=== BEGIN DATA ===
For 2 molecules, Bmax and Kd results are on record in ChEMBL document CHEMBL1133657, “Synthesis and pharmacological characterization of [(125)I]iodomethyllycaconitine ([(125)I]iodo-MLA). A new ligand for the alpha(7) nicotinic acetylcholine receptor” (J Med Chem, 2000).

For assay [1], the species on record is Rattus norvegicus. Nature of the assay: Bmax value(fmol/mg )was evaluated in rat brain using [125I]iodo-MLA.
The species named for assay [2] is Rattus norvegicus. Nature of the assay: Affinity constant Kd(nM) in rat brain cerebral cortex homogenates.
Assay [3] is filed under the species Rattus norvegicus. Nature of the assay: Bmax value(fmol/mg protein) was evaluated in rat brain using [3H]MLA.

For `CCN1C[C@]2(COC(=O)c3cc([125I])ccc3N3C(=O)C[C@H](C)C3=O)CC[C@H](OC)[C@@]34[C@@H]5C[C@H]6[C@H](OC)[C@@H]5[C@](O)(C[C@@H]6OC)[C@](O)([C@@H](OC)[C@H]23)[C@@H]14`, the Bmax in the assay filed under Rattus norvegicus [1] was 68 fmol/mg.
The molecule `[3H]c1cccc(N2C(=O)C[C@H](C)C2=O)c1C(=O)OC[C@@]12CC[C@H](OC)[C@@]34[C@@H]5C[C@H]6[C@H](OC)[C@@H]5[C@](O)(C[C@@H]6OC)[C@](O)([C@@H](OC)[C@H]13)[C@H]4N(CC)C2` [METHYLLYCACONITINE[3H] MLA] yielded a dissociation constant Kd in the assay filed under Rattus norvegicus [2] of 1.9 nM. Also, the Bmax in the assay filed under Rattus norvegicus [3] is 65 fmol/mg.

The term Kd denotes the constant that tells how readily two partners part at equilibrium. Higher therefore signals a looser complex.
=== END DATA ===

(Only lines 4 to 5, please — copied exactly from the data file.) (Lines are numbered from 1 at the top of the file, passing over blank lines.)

Assay [3] is filed under the species Rattus norvegicus. Nature of the assay: Bmax value(fmol/mg protein) was evaluated in rat brain using [3H]MLA.

For `CCN1C[C@]2(COC(=O)c3cc([125I])ccc3N3C(=O)C[C@H](C)C3=O)CC[C@H](OC)[C@@]34[C@@H]5C[C@H]6[C@H](OC)[C@@H]5[C@](O)(C[C@@H]6OC)[C@](O)([C@@H](OC)[C@H]23)[C@@H]14`, the Bmax in the assay filed under Rattus norvegicus [1] was 68 fmol/mg.